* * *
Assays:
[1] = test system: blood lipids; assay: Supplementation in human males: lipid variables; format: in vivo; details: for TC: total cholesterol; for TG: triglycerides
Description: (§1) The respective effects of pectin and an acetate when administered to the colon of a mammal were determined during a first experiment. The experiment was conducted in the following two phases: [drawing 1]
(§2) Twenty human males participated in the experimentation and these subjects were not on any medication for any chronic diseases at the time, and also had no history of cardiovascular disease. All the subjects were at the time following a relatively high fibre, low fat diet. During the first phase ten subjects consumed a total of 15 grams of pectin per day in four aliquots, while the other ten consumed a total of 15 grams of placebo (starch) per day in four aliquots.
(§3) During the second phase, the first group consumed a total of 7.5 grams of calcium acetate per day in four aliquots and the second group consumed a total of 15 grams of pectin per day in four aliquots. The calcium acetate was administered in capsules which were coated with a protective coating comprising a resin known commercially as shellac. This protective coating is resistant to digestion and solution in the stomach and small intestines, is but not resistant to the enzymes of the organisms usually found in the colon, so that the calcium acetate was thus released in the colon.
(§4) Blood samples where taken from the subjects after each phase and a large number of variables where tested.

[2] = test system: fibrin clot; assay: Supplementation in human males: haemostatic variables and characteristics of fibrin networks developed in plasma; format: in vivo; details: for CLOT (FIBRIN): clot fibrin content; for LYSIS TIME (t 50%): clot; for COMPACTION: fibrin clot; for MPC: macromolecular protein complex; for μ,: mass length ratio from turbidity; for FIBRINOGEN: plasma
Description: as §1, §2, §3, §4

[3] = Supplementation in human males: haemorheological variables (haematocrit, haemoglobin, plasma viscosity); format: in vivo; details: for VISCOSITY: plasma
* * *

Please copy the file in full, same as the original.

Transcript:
Assays:
[1] = test system: blood lipids; assay: Supplementation in human males: lipid variables; format: in vivo; details: for TC: total cholesterol; for TG: triglycerides
Description: (§1) The respective effects of pectin and an acetate when administered to the colon of a mammal were determined during a first experiment. The experiment was conducted in the following two phases: [drawing 1]
(§2) Twenty human males participated in the experimentation and these subjects were not on any medication for any chronic diseases at the time, and also had no history of cardiovascular disease. All the subjects were at the time following a relatively high fibre, low fat diet. During the first phase ten subjects consumed a total of 15 grams of pectin per day in four aliquots, while the other ten consumed a total of 15 grams of placebo (starch) per day in four aliquots.
(§3) During the second phase, the first group consumed a total of 7.5 grams of calcium acetate per day in four aliquots and the second group consumed a total of 15 grams of pectin per day in four aliquots. The calcium acetate was administered in capsules which were coated with a protective coating comprising a resin known commercially as shellac. This protective coating is resistant to digestion and solution in the stomach and small intestines, is but not resistant to the enzymes of the organisms usually found in the colon, so that the calcium acetate was thus released in the colon.
(§4) Blood samples where taken from the subjects after each phase and a large number of variables where tested.

[2] = test system: fibrin clot; assay: Supplementation in human males: haemostatic variables and characteristics of fibrin networks developed in plasma; format: in vivo; details: for CLOT (FIBRIN): clot fibrin content; for LYSIS TIME (t 50%): clot; for COMPACTION: fibrin clot; for MPC: macromolecular protein complex; for μ,: mass length ratio from turbidity; for FIBRINOGEN: plasma
Description: as §1, §2, §3, §4

[3] = Supplementation in human males: haemorheological variables (haematocrit, haemoglobin, plasma viscosity); format: in vivo; details: for VISCOSITY: plasma